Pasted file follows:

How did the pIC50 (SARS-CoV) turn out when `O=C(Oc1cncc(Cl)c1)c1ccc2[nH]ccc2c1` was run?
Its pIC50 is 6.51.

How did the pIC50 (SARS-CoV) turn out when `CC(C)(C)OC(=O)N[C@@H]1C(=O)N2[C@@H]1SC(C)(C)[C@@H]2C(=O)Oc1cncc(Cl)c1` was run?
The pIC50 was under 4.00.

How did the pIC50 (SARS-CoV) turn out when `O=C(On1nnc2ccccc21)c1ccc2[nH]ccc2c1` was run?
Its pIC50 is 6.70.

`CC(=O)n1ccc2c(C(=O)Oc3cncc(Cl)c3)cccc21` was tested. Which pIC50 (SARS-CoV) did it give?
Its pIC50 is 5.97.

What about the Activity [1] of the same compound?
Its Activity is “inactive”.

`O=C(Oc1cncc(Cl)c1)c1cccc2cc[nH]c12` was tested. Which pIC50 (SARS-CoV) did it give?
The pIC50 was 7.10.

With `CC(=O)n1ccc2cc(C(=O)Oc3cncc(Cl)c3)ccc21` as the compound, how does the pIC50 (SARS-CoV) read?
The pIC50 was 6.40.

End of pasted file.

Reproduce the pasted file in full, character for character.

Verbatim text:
How did the pIC50 (SARS-CoV) turn out when `O=C(Oc1cncc(Cl)c1)c1ccc2[nH]ccc2c1` was run?
Its pIC50 is 6.51.

How did the pIC50 (SARS-CoV) turn out when `CC(C)(C)OC(=O)N[C@@H]1C(=O)N2[C@@H]1SC(C)(C)[C@@H]2C(=O)Oc1cncc(Cl)c1` was run?
The pIC50 was under 4.00.

How did the pIC50 (SARS-CoV) turn out when `O=C(On1nnc2ccccc21)c1ccc2[nH]ccc2c1` was run?
Its pIC50 is 6.70.

`CC(=O)n1ccc2c(C(=O)Oc3cncc(Cl)c3)cccc21` was tested. Which pIC50 (SARS-CoV) did it give?
Its pIC50 is 5.97.

What about the Activity [1] of the same compound?
Its Activity is “inactive”.

`O=C(Oc1cncc(Cl)c1)c1cccc2cc[nH]c12` was tested. Which pIC50 (SARS-CoV) did it give?
The pIC50 was 7.10.

With `CC(=O)n1ccc2cc(C(=O)Oc3cncc(Cl)c3)ccc21` as the compound, how does the pIC50 (SARS-CoV) read?
The pIC50 was 6.40.